In the run-up to the 2016 US presidential election, there are two races: The one you see in the media, and the one poorly defined by an inchoate electorate, two-thirds of whom are likely to wait until a month before Election Day to make up their minds about who to support.
The two are ostensibly connected via frequent public opinion surveys; a recent one from Quinnipiac University shows Democratic frontrunner Hillary Clinton with a comfortable 30-point lead over senator Bernie Sanders, and Donald Trump holding strong on the Republican side with support from 27% of the registered primary electorate, followed by senator Marco Rubio with 17%. Both Democrats beat the top Republicans in head-to-head general election match-ups.
Looking beyond electoral support, at voters’ opinions of the candidates, can be helpful to understand what they’re telling the pollsters. Here is the breakdown in favorability ratings for the current crop of candidates, arranged in order of net favorability:
Sanders has the highest net favorables of any candidate on the list; only Clinton has the same level of appreciation, but there are a lot more people out there with unfavorable views of her. (Only Trump and Jeb Bush are more deeply disfavored.) And nearly everyone has an opinion about Clinton compared to most candidates; only Trump comes close to her for the fewest number of voters who say they don’t know enough to weigh in, reflecting the Democrat’s many years in the national spotlight as a diplomat, senator, and first lady, and the media’s nonstop coverage of the Republican politician unafraid to offend anyone.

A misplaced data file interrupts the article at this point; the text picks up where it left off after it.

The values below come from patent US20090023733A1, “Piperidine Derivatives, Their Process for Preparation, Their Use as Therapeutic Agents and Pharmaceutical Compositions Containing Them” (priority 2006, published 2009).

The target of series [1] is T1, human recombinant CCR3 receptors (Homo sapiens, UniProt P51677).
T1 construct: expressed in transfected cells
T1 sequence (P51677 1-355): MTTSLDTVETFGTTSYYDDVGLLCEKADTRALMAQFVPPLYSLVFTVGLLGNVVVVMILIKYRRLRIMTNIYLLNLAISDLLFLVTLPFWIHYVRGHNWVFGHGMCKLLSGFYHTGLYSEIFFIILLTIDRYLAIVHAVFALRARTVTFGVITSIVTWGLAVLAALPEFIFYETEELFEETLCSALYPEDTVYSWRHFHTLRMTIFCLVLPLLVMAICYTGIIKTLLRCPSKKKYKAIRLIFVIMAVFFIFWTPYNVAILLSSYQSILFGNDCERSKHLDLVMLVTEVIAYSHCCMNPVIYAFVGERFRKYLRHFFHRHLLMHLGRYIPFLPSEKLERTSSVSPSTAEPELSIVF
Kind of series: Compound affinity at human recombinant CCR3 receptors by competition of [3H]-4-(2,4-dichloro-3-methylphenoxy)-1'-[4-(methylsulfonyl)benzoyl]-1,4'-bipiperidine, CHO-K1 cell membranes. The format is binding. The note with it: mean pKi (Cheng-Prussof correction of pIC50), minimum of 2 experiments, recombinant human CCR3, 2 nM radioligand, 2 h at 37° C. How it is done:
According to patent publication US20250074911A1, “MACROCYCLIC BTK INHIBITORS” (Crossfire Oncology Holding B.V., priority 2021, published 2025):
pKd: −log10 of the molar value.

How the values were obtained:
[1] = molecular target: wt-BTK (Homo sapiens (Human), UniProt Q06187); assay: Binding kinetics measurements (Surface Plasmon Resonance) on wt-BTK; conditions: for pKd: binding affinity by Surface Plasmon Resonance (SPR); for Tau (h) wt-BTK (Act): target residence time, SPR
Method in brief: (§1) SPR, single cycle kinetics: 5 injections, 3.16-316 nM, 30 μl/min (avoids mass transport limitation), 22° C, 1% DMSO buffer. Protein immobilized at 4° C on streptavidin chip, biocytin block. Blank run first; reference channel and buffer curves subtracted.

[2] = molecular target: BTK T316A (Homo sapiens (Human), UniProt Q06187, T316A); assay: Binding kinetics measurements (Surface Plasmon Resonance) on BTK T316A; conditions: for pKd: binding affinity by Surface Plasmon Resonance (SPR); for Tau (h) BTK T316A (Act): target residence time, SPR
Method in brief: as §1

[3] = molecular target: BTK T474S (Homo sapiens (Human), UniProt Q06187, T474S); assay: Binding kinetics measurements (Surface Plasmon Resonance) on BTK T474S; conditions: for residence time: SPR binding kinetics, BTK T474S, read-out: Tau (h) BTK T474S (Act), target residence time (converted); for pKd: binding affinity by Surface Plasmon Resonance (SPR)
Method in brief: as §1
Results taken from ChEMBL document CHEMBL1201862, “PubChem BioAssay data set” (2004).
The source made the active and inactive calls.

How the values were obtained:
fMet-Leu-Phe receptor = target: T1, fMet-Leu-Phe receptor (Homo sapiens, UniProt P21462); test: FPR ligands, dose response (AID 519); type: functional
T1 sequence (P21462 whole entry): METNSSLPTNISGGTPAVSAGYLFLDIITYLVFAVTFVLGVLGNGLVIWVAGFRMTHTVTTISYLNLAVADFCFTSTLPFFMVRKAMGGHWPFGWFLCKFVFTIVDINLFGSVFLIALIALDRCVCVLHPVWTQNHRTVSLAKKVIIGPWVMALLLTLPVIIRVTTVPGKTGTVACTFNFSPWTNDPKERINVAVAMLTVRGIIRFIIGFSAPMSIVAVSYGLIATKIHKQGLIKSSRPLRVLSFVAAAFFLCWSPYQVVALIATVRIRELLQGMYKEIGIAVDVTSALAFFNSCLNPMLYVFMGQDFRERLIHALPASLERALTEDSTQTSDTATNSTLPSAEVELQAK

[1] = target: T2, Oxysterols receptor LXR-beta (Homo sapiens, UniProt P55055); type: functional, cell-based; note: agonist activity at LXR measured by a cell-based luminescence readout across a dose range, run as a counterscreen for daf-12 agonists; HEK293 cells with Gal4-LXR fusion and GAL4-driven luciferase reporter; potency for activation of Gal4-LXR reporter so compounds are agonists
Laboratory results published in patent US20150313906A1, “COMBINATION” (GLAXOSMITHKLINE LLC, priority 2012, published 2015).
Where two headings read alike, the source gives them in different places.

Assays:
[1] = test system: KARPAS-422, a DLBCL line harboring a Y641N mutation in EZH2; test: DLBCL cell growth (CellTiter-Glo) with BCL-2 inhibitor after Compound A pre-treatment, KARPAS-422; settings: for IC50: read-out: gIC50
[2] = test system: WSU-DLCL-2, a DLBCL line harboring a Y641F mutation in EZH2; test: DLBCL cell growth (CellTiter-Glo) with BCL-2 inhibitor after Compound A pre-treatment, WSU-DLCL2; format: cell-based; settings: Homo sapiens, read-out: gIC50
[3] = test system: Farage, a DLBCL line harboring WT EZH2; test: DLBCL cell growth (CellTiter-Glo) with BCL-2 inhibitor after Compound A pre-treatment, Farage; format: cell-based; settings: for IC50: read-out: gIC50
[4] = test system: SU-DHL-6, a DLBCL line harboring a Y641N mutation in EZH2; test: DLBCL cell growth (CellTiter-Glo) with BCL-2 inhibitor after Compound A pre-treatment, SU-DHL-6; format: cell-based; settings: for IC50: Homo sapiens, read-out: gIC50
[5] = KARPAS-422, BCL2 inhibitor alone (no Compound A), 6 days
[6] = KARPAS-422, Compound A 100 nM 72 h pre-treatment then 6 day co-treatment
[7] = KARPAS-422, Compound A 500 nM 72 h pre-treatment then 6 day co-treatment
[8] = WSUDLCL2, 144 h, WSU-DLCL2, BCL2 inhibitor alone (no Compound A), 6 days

So, how come Sanders hasn’t capitalized on his massive advantage in favorability over Clinton? One answer is partisan politics: A lot of the Clinton hate comes from the other side of the aisle. Despite—and perhaps because of—the fact that Clinton’s record is more centrist than that of the Vermont senator, she remains far more favored than he in Democratic precincts:
In Republican precincts, the kvetching of the party elite in Washington over the potential of a Trump nomination can be heard far and wide, and it’s easy to see why Marco Rubio is emerging as the establishment favorite: People just seem to like the charismatic young politician.
But fellow legislator Ted Cruz, despite the intense dislike (paywall) of his colleagues, remains a popular man among the Republican electorate, as does the irascible Trump, though he is far more polarizing even within his party than the candidates seen more favorably than he.
All of these early impressions are likely to prove fleeting. Political scientists argue that the favorability of an individual candidate tends to take the backseat to certain fundamental trends when it comes to deciding elections, particularly how the economy is performing and views of the incumbent’s record influence voters.
It is interesting to note that in the last decade of elections, every candidate arrived at the general election viewed favorably by more than 55% of US voters. None of the candidates would meet that standard now, but history leads us to expect favorable views to increase as we approach Election Day and voters convince themselves, under partisan influences, that, actually, they really do like this person on the ballot.
So despite mock concern about Clinton’s likability—and how famously it backfired when then-candidate Barack Obama joked that she was “likable enough”—the reality is that she is; indeed, most candidates are. The bigger question is which party’s coalition of voters will be big enough, and enthusiastic enough, when it counts.